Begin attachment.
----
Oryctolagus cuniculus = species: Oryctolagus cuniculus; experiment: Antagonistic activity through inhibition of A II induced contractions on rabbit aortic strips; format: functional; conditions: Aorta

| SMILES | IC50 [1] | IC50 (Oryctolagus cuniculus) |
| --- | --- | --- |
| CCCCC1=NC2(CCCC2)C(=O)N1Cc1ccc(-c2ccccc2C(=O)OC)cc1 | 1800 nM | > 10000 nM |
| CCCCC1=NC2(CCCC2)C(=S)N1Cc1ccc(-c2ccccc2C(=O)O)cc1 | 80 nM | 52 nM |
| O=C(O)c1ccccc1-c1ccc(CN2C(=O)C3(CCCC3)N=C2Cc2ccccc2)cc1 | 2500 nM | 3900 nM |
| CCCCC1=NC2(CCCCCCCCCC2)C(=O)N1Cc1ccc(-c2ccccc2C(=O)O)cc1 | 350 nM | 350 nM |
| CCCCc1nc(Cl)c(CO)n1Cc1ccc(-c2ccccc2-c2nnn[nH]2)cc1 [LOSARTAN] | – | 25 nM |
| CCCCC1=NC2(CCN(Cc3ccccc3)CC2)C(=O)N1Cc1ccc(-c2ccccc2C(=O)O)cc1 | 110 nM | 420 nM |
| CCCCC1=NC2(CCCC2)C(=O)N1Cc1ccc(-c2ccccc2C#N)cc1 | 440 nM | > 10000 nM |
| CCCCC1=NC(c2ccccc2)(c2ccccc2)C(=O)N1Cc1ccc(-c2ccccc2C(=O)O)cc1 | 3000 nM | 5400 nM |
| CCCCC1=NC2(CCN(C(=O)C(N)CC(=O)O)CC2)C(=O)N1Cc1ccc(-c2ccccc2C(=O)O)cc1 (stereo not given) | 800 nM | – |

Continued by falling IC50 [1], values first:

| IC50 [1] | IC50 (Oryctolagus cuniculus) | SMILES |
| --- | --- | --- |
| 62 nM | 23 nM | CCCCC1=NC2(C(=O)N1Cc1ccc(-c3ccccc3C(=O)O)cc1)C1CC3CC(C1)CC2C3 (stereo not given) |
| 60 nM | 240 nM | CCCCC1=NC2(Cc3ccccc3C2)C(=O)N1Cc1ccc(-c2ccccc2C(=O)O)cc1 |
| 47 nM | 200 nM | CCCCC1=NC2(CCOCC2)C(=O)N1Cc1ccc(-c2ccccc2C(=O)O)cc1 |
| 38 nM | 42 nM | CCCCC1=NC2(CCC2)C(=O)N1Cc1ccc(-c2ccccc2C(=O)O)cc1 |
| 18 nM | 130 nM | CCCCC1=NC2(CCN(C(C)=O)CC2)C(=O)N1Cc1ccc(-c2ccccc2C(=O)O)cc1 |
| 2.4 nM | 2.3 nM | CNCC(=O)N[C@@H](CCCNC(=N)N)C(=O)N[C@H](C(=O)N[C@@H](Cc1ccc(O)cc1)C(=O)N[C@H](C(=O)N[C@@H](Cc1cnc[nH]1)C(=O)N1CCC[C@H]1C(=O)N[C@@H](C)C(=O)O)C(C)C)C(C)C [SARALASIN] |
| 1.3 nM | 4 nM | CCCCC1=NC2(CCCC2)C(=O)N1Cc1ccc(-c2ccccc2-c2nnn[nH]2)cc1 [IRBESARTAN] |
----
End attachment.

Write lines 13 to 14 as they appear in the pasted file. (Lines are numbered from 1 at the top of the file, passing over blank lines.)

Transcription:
Continued by falling IC50 [1], values first:

| IC50 [1] | IC50 (Oryctolagus cuniculus) | SMILES |